Goroskop Maia 2012
Fortifications Air Defense Nike Battery NY-15
Nike Battery NY-15

A nationwide Army study released in 1955 ranked New York City second in national priority behind Washington, D.C. in its need for antiaircraft coverage. This report formally recognized broad priorities that had already been established, and New York was among the first U.S. cities where the Army deployed Nike Ajax missile batteries.

Between 1955 and 1960 the Army constructed 19 batteries around New York, including one at Fort Slocum, designated as Nike Battery NY-15. In addition to the batteries, New York’s air defenses in this period also included three independent radar stations and an area-wide defense control center.


Nike Battery NY-15

01-Nike Layout Idealized

The main components of a typical Nike missile battery as depicted in a publicity booklet produced in the 1950s by Western Electric Co., one of the missile contractors (Nike Historical Society digital collections).

02-Battery NY-15 Schematic Map

Sections of Nike missile Battery NY-15 occupied both Davids Island and Hart Island.

03-Nike 23 May 55 Armed Forces Day Sgt Wm J Hippo

A Nike missile with a mobile launcher on display at Fort Slocum in 1955.

04-Hart Island Nike site field trip 1958

School children on a field trip to the Hart Island Nike missile Launch Area, late 1950s.

Split Between Two Islands
Plans for the Fort Slocum battery were derived from standard designs developed by the Army and adapted to local conditions. These designs specified a separation of 0.5 to 3 miles between battery’s fire-control and launch areas.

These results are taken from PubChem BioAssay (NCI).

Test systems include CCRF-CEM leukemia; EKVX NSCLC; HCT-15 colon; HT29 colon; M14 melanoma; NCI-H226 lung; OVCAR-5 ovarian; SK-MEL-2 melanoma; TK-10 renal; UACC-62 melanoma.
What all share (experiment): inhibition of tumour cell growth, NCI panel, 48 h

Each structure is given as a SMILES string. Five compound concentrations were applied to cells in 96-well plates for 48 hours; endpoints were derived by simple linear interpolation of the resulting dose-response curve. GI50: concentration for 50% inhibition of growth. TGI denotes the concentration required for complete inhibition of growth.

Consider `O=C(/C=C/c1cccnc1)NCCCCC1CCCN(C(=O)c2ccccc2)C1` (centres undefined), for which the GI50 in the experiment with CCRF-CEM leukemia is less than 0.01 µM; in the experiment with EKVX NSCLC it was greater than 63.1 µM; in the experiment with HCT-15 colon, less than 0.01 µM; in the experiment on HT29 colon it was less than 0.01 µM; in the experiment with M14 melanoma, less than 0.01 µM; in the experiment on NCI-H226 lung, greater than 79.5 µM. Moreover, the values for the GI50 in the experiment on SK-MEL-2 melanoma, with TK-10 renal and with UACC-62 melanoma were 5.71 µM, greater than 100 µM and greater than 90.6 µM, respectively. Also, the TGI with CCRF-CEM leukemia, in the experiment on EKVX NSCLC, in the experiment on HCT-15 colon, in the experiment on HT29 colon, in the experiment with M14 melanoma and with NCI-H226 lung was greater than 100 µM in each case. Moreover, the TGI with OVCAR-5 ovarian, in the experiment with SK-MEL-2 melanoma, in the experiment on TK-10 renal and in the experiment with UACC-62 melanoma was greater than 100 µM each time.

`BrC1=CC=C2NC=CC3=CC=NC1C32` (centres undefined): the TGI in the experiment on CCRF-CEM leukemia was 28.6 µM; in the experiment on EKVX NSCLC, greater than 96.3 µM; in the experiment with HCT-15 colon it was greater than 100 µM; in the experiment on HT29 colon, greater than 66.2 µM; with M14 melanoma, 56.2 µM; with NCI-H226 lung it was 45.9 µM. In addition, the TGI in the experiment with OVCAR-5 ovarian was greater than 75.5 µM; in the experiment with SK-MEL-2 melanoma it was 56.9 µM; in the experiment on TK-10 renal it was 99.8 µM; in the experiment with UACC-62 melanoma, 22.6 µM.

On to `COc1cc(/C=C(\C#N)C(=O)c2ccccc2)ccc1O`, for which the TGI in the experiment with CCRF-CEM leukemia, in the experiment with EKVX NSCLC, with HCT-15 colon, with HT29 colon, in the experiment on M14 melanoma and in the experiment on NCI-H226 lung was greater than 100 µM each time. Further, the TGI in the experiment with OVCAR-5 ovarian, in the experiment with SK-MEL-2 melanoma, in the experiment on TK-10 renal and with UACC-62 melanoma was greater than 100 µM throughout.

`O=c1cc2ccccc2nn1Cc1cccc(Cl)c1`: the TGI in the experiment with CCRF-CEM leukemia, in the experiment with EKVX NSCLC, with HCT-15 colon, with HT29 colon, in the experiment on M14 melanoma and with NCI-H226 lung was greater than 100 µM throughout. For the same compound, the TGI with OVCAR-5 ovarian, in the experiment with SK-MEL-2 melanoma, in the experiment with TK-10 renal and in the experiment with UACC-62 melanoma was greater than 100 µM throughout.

Battery NY-15 met this specification by dividing its components between Davids Island and Hart Island, 1.5 miles to the southwest. This arrangement marked the second time that the two islands had been linked to serve a common military mission. During the Civil War hospitals had been located on both islands, and patients and personnel had regularly moved back and forth between them.

The fire-control area of Battery NY-15 was located on the southern end of Davids Island. This part of the battery contained the radar antennas, tracking equipment and launch control facilities.

The launch area of the battery was on the northern end of Hart Island. This area had the battery’s missile magazines, launchers and assembly and fueling facilities. Because of limited space, there were only eight launchers, four fewer than the dozen typical of New York-area Nike batteries. The battery was normally supplied with 20 missiles, which were stored in two underground magazines.

Communications cables laid across the bottom of Long Island Sound connected the two facilities, and personnel could get back and forth between them as necessary by boat. Like all Nike missile batteries, the two sections were also connected by an unobstructed line of sight.

A Short Lifespan
Construction of Battery NY-15 began in 1954, and it was operational the following year.

Unlike many of the New York-area batteries, Battery NY-15 was not upgraded to the larger and more powerful Nike Hercules missile, whose deployment began in 1958. Almost as soon as this new generation of Nike missiles was brought into service, the Army began closing batteries, and Fort Slocum’s battery was decommissioned in 1961.

By 1974 all batteries around New York had been shut down, for the threat from Soviet bombers had passed, replaced by the peril of intercontinental ballistic missiles, against which the Nike system was ineffective.